A multitude of views are recorded when couples are interviewed about their sex lives and relationships. It is often found that while women are more concerned about the way they look and how they react to their partners’ moves (including women’s need to fake orgasms), men worry more about things like performance. It is safe to assume that all of us have sexual insecurities. So, what can be done about insecurity?
Often when we speak of families and family history, we talk genetics, traditions and inheritance of all kinds. Somehow our relationship by blood or otherwise to a clan is supposed to help us identify our place in the universe. So there's family medical history, family culture, family traditions of food and career. But sexuality? A family history that focuses on sexuality? What would that even mean?
In the debates around the need to expand the rights that accrue through marriage to same-sex couples, what is often lost are the forms of legal recognition of relationships not in the nature of marriage or blood. As the nature of traditional relationships changes across India, with more people opting to live singly or with friends, we really need to begin thinking seriously about new forms of legal recognition.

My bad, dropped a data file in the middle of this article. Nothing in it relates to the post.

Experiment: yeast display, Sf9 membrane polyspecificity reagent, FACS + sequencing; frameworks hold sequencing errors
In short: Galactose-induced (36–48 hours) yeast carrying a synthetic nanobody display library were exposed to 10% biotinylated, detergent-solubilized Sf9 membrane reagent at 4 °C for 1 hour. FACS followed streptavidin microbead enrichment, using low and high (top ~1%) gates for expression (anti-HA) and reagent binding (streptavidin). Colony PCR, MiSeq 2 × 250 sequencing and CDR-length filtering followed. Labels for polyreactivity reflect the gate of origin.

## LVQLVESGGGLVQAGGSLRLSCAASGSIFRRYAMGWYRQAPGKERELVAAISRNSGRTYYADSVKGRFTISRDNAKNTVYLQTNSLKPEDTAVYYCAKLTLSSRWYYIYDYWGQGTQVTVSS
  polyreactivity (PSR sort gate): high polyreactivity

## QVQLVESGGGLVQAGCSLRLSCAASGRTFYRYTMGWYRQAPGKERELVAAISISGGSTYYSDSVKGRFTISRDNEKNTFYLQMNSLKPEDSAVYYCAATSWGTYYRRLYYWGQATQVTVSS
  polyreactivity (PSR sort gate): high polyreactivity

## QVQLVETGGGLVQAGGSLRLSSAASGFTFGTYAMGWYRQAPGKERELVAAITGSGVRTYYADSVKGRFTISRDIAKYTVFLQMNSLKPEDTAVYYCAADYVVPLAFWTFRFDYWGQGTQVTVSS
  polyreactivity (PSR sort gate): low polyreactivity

What exactly does being ‘comfortable with your sexuality’ mean? From a young age, all children, especially girls, are taught about specific ‘values’, and how we all need to behave in a certain manner or else we’re being ‘inappropriate’. However, I think the term ‘inappropriate’ simply means, “You should be ashamed of your body and should only think about concealing yourself”. And then our teachers and elders and others around us expect us to be automatically comfortable with our sexuality and with how we look, all the while trying to control us and impose their ideas on us.
"How different it would be if for a moment health care providers could feel what we feel when we go to a hospital and are challenged..." And so, the women sex workers of RedTraSex (Network of Women Sex Workers from Latin America and the Caribbean) developed Ponte en Nuestros Zapatos (re-edited 2015). Now, reaching out to a wider community, is the brand new English version Walk in our Shoes: Good Practices Guide for Health Care Staff (2016, translated by Alejandra Sardá-Chandiramani). Yes, it is so brand new that it is not up on their website as yet, though we have permission to use it here.